Thanks for the input guys.

I spoke to another maxillofacial surgeon in London yesterday and this is what they had to say:

On examination you do have a slightly set back maxilla which means that your cheek bones are fairly
flat and there is a little bit of what is termed scleral show, suggesting there is not quite enough
support for the soft tissues around the lower part of your cheeks and lower eyelids. With your lower
jaw, the angle of your mandible is fairly steep and this could be improved by mandibular implants.

The ideal surgery would probably involve orthognathic surgery and fixed braces for 2-3 years and
then implants on to the angles of your mandible. Orally you still have an anterior open bite and your top
jaw is slightly too narrow, resulting in bilateral cross bite. You have impacted wisdom teeth but I do not think these are causing you any problems at present. The most likely procedure that would give
you the best results, other than orthognathic surgery, would be bilateral mandibular implants +/-
maxillary implants.

I am going to see if they can refer me to a dentist regarding the braces, I'd rather fix any underlying issues then just mask them with implants, no matter the short term pain/discomfort.

I am not sure if mewing can help with any what they have highlighted, especially the comment about the set back maxilla, would an MSE or FAGGA device help in these respects?

 

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Posted : 16/04/2019 10:52 am
Symbiant
Active Member
Posted by: snaaaaakes

Keep doing your homework. Keep asking questions. Yes, of course Mewing will fix your vertical excess and your asymmetry if you keep at it. What are you going to do next?

The thing is I am already 33 so I am not sure how much mewing can do for me at this age, I have yet to see a real success story of mewing at 30+ unless I have missed it

ReplyQuote
Posted : 16/04/2019 10:59 am
GreekGodBrody
Trusted Member
Posted by: Symbiant
Posted by: snaaaaakes

Keep doing your homework. Keep asking questions. Yes, of course Mewing will fix your vertical excess and your asymmetry if you keep at it. What are you going to do next?

The thing is I am already 33 so I am not sure how much mewing can do for me at this age, I have yet to see a real success story of mewing at 30+ unless I have missed it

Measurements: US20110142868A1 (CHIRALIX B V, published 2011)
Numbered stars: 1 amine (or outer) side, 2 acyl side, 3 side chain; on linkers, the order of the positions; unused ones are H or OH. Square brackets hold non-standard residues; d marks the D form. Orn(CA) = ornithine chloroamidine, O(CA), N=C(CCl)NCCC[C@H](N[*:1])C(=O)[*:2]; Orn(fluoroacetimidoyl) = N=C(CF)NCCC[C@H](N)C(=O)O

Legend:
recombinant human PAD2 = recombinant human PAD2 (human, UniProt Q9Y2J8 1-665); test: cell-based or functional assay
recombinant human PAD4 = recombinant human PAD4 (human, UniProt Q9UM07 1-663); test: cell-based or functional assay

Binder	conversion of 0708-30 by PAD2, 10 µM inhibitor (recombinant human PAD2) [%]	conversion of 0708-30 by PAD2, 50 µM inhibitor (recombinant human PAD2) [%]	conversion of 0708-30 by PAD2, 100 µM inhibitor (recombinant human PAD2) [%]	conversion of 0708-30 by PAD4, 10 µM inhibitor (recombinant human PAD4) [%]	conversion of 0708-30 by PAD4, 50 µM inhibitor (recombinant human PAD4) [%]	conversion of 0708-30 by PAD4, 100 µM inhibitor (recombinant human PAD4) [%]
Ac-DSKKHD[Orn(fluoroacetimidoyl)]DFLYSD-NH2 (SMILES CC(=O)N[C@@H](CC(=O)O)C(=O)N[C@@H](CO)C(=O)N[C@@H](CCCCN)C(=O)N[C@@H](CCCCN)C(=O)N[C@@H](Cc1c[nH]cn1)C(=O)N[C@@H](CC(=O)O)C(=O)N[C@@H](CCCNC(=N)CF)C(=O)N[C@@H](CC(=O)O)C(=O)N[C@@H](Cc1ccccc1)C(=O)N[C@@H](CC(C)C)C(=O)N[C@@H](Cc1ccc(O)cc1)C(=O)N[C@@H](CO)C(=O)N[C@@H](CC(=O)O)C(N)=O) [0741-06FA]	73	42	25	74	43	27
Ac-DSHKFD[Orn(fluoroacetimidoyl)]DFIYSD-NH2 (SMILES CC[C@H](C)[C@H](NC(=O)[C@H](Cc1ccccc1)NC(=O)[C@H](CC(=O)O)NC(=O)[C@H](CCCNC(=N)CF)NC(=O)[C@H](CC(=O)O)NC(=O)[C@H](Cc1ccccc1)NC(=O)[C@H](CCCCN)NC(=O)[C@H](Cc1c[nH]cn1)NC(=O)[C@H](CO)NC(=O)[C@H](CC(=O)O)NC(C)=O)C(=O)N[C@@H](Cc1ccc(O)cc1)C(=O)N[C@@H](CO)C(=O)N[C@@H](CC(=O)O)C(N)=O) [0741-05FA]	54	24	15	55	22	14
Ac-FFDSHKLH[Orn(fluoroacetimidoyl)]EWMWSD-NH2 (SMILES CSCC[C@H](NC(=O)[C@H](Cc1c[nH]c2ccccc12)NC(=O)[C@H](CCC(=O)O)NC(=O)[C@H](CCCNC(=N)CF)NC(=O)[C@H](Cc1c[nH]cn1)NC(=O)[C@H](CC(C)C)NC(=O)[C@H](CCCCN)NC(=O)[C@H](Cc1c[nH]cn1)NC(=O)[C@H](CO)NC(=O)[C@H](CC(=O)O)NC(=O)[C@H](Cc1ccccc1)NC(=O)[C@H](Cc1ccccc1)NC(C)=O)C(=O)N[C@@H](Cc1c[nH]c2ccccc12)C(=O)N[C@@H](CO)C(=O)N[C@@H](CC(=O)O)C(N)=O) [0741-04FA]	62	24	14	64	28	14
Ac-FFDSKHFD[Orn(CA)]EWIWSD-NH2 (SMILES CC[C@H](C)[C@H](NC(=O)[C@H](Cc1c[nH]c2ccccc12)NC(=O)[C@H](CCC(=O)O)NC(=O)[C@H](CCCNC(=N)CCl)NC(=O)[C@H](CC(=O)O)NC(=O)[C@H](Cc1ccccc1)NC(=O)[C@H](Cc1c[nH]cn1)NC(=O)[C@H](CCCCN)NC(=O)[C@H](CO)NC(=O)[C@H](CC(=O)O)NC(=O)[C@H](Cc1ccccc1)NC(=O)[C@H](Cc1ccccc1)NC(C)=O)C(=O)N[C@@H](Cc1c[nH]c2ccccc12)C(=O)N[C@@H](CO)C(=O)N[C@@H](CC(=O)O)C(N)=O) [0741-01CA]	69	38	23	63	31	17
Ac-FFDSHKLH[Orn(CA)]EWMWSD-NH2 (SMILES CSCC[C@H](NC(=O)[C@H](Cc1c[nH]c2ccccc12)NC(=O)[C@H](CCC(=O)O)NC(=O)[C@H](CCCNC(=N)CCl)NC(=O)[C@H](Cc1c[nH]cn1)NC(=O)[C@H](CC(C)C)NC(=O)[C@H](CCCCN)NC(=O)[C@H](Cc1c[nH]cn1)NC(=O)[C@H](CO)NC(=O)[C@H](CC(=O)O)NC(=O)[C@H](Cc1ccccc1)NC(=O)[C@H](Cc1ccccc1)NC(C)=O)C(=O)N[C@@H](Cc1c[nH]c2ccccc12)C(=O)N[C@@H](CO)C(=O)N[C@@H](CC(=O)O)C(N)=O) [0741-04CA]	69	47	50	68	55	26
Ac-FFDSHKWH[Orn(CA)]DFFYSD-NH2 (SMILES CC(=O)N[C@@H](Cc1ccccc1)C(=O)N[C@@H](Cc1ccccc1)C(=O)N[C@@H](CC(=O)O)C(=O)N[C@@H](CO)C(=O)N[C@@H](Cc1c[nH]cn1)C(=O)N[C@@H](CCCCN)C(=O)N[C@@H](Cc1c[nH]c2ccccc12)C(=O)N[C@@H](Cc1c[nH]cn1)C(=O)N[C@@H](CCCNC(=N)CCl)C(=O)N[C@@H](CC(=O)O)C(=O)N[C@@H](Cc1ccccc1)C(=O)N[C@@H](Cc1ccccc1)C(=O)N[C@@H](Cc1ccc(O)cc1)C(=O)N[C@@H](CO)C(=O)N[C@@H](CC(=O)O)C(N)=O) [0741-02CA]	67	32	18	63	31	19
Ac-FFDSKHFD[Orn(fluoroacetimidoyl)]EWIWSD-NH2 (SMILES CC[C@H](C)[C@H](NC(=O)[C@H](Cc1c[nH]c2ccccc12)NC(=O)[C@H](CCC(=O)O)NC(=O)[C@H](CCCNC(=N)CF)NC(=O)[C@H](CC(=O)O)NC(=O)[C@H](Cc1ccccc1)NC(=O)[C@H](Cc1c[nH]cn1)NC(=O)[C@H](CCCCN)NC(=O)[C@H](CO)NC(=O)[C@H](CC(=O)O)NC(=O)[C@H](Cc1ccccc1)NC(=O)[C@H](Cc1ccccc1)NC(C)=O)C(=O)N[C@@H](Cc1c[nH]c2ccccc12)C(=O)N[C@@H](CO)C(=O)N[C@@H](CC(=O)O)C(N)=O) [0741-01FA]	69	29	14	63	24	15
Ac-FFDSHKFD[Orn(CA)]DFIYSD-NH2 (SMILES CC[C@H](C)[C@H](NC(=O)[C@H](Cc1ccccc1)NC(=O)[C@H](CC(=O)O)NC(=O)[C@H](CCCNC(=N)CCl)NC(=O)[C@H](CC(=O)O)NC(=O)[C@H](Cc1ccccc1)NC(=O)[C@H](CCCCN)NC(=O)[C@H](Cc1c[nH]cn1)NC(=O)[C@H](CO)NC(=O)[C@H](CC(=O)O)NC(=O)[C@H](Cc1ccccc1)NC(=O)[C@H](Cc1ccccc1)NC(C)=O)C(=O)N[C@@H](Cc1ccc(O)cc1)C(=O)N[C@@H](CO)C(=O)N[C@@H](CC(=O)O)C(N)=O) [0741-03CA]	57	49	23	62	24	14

If I were at your age, I'd go all out on Hard Mewing (striving to apply uniform pressure, in order to avoid creating inbalances) + a lot of chin tucks. So basically, make MEWING + tongue and neck posture a daily job.

 

ReplyQuote
Posted : 17/04/2019 2:43 am
Achilles1
Trusted Member
Posted by: GreekGodBrody
Posted by: LastQuestion

Most craniofacial growth occurs ages 0-12, therefore, it's possible your anatomy has impaired your sleep which then impacted your growth. 

If by growth you mean his maxilary growth, sure. If by height..don't think so. You can easily tell that the guy is pretty tall, and has a big skull (he is not a 'skullcel').

Take me. I have a small skull, narrow wrists & forearms,  and a narrow frame (bideltoid width), at 6 ft. I'm basically an adult with the body of a teenager (aka a 'framecel' in Lookism terms. My father was much broader vs me. He looked like a man, thick wrists and forearms, broader shoulders, higher total bone mass, properly grown skull.

Why did I not developed enough? 😭 Why me?

What causes frameceldom?

Do not underestimate Wolff's law. You want to become broad? Just like mewing, it is possible to thicken the bones over long periods through heavy lifting as well as causing microfractures to the bone itself. It will be painful, but possible over the course of several years. Prepare yourself lol:

https://www.youtube.com/watch?v=_ul5iGz7F1A&t=897s

 

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Posted : 20/04/2019 12:34 am
AlphaMinus
Estimable Member

Adopt correct tongue posture, sure. Mewing  (or "hard mewing") is not going to make any changes in the size or position of your adult maxilla. I'd be tempted to go down the surgery route if I had the funds.

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Posted : 23/04/2019 6:23 pm
Jawanomics
Eminent Member

Grow your beard to 5-10mm or surgery.

ReplyQuote
Posted : 08/05/2019 10:02 am